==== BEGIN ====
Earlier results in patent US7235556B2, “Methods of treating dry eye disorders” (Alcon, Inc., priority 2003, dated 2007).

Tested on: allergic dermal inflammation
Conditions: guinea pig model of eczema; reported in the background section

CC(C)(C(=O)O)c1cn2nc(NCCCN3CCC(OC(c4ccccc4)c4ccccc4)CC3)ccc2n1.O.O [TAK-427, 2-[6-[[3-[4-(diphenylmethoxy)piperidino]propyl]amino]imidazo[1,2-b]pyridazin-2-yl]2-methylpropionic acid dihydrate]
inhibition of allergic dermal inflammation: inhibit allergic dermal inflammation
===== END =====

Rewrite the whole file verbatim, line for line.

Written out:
Earlier results in patent US7235556B2, “Methods of treating dry eye disorders” (Alcon, Inc., priority 2003, dated 2007).

Tested on: allergic dermal inflammation
Conditions: guinea pig model of eczema; reported in the background section

CC(C)(C(=O)O)c1cn2nc(NCCCN3CCC(OC(c4ccccc4)c4ccccc4)CC3)ccc2n1.O.O [TAK-427, 2-[6-[[3-[4-(diphenylmethoxy)piperidino]propyl]amino]imidazo[1,2-b]pyridazin-2-yl]2-methylpropionic acid dihydrate]
inhibition of allergic dermal inflammation: inhibit allergic dermal inflammation